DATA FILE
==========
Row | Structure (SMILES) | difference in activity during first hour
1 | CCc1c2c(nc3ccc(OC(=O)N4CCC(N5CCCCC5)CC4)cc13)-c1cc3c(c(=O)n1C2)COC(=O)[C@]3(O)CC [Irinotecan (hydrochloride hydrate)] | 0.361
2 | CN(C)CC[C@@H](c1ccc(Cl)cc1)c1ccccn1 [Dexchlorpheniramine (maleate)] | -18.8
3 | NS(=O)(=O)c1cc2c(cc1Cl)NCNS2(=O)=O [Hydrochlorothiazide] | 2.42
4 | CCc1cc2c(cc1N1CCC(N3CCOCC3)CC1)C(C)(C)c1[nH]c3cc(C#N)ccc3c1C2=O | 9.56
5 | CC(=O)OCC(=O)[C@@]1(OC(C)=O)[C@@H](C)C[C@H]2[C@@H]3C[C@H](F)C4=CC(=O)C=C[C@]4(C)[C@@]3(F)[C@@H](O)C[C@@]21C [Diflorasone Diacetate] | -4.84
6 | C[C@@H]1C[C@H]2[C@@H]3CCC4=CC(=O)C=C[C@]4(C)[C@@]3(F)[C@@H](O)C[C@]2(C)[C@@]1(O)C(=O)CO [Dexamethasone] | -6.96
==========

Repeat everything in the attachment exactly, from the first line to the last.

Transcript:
Row | Structure (SMILES) | difference in activity during first hour
1 | CCc1c2c(nc3ccc(OC(=O)N4CCC(N5CCCCC5)CC4)cc13)-c1cc3c(c(=O)n1C2)COC(=O)[C@]3(O)CC [Irinotecan (hydrochloride hydrate)] | 0.361
2 | CN(C)CC[C@@H](c1ccc(Cl)cc1)c1ccccn1 [Dexchlorpheniramine (maleate)] | -18.8
3 | NS(=O)(=O)c1cc2c(cc1Cl)NCNS2(=O)=O [Hydrochlorothiazide] | 2.42
4 | CCc1cc2c(cc1N1CCC(N3CCOCC3)CC1)C(C)(C)c1[nH]c3cc(C#N)ccc3c1C2=O | 9.56
5 | CC(=O)OCC(=O)[C@@]1(OC(C)=O)[C@@H](C)C[C@H]2[C@@H]3C[C@H](F)C4=CC(=O)C=C[C@]4(C)[C@@]3(F)[C@@H](O)C[C@@]21C [Diflorasone Diacetate] | -4.84
6 | C[C@@H]1C[C@H]2[C@@H]3CCC4=CC(=O)C=C[C@]4(C)[C@@]3(F)[C@@H](O)C[C@]2(C)[C@@]1(O)C(=O)CO [Dexamethasone] | -6.96